Losing and Winning at Once

Second Place Ribbon clipart image

Second Place Ribbon clipart image

Once upon a time in a land that feels far, far away, a certain blogger I know competed in a teen charm pageant, earning the title of “First Runner Up.”

It’s been more than 25 years since I earned that second place position, but I’ll never forget how disappointing it felt to be so close to attaining a goal and yet falling just short.

Sometimes in life, however, we’ve already won, when we don’t gain the top prize.

Such was the case on Friday when another young girl, 16-year old Malala Yousafzai from Pakistan, fell just short of being named the 2013 Nobel Peace Prize winner.

There’s no question in my mind that Malala is already a winner.  Why?  Beyond the fact that she has survived being shot in the head by the Taliban for her belief that girls and women across the world have a right to an education, Malala has maintained the courage to continue voicing her beliefs against poverty, discrimination and injustice in the world.

Most recently, Malala gave a speech in front of a special audience of the United Nations and called on world leaders to take action to ensure that education, prosperity and peace are guarantees for all of the world’s people, stating:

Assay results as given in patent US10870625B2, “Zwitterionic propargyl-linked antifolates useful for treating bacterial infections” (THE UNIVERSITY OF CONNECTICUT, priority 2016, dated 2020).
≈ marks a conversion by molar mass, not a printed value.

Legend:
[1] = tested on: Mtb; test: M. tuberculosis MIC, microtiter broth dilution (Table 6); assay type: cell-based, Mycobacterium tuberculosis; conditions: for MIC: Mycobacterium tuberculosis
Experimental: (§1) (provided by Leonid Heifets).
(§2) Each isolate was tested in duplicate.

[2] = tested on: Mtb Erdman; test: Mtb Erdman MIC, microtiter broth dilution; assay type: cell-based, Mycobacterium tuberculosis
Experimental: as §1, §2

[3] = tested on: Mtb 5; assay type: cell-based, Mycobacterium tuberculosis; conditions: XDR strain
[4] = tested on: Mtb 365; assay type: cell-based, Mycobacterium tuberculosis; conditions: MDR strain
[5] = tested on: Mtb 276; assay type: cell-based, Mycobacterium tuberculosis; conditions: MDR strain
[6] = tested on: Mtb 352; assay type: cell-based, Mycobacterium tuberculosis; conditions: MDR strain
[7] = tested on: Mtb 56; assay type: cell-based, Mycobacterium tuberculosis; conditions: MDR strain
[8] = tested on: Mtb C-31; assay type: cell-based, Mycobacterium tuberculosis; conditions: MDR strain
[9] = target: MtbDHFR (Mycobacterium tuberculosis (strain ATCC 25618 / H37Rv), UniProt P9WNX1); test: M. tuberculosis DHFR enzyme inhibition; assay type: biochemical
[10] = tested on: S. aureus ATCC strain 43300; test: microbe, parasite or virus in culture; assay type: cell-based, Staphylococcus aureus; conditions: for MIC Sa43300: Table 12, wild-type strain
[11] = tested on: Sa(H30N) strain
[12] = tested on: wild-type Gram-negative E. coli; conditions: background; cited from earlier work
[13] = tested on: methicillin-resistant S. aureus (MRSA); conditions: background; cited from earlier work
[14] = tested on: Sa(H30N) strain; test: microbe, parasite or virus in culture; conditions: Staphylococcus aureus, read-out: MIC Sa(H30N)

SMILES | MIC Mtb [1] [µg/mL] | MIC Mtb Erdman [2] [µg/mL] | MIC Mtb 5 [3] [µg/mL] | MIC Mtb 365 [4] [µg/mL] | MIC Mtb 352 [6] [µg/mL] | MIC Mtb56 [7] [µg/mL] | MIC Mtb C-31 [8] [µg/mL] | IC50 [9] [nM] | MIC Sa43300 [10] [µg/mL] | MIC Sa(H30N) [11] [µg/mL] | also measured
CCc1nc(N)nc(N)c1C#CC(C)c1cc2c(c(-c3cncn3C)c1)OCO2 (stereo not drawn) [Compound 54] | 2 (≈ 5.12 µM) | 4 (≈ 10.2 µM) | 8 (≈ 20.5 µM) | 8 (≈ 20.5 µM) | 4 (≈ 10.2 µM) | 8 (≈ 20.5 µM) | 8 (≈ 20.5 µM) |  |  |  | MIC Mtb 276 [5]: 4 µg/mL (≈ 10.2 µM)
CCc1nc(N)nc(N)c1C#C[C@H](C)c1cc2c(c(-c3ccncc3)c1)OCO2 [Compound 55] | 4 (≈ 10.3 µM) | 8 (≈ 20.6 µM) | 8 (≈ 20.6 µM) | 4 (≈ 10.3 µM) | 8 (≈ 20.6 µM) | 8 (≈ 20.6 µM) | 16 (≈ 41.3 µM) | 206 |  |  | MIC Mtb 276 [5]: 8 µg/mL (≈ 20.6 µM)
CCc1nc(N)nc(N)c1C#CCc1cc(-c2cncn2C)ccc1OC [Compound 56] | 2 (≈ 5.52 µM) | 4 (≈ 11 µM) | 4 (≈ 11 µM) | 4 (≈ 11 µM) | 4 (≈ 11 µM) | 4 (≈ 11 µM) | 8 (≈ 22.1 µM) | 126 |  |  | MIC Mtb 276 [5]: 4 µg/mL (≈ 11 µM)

So let us wage a glorious struggle against illiteracy, poverty and terrorism, let us pick up our books and our pens, they are the most powerful weapons. One child, one teacher, one book and one pen can change the world. Education is the only solution.”

I’m an extrovert, and, in living my days, I’m not too concerned about being Quiet.  Rather, I’m more interested in raising my unique voice, and this MySheCave blog is one channel that helps me accomplish that goal.

Today, I’m raising my voice in total support of the words that Malala shared in her United Nations remarks, and I’m sharing Malala’s full UN speech with you now.  In my humble opinion, Malala makes some of our current US Congress members, who are arguing over the current government shutdown and debt-ceiling debate, look like children.

I believe Malala’s personal light has already outshone the spotlight of a Nobel Peace Prize.  And, I believe her voice is a compelling reminder of how much all of us stand to lose if we allow current injustices in the world to continue to prevail.

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Comments

  1. Marta Loff-Bird says:

    Beautifully said, and I agree wholeheartedly! I also loved the response she gave to Jon Stewart, about 4 minutes into the 6 minute youtube clip of her recent interview (http://www.youtube.com/watch?v=gjGL6YY6oMs&feature=share)

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